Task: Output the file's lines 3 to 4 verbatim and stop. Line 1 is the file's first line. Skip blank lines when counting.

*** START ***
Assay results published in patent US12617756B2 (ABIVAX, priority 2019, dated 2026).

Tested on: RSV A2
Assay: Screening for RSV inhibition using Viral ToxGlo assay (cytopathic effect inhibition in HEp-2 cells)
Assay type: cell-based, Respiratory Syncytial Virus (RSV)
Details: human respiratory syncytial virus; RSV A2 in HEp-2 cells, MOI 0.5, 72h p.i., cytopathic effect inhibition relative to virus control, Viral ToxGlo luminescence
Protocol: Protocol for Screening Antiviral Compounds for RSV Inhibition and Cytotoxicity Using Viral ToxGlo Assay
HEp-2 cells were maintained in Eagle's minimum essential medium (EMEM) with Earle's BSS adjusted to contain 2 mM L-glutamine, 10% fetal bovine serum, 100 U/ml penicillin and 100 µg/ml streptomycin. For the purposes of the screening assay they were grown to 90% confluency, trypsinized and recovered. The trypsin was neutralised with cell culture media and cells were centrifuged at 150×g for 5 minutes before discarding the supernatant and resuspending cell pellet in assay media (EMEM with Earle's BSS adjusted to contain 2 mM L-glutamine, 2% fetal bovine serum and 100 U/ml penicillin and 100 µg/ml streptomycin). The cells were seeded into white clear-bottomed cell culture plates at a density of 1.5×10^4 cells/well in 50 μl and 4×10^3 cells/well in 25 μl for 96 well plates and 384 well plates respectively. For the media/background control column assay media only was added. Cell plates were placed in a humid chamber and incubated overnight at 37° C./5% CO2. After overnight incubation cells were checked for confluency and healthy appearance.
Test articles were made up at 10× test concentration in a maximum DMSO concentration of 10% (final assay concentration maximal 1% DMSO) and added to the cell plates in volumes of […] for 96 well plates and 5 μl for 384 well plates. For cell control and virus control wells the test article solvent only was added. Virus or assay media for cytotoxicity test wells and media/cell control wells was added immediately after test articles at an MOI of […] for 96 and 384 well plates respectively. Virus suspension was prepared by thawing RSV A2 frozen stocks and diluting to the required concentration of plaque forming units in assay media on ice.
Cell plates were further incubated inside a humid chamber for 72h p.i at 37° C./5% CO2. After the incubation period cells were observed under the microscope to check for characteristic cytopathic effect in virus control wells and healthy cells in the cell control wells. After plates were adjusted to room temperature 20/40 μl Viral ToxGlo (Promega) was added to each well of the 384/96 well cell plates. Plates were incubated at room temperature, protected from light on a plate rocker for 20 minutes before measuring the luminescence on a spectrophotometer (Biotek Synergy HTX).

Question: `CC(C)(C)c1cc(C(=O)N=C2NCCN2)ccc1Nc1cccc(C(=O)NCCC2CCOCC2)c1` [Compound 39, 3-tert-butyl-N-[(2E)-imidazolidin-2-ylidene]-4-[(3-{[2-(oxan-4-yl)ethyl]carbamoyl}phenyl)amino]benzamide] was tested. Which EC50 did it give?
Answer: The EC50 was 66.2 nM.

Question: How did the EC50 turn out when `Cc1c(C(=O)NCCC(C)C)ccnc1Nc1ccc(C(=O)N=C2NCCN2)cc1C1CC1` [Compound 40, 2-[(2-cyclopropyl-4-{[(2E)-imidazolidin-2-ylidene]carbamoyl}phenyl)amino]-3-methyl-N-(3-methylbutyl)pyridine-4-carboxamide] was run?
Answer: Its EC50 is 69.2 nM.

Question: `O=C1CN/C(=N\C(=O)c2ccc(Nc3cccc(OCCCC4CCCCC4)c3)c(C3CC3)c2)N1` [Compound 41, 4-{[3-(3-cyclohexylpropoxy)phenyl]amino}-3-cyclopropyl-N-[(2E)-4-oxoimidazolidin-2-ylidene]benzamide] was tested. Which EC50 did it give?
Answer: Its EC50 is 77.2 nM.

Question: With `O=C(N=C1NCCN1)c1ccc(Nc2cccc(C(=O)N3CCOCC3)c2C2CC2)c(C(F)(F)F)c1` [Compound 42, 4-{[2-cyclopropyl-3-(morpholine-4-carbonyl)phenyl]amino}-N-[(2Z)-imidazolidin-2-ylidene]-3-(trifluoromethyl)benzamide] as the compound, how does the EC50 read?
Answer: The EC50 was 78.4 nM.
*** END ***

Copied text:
Assay: Screening for RSV inhibition using Viral ToxGlo assay (cytopathic effect inhibition in HEp-2 cells)
Assay type: cell-based, Respiratory Syncytial Virus (RSV)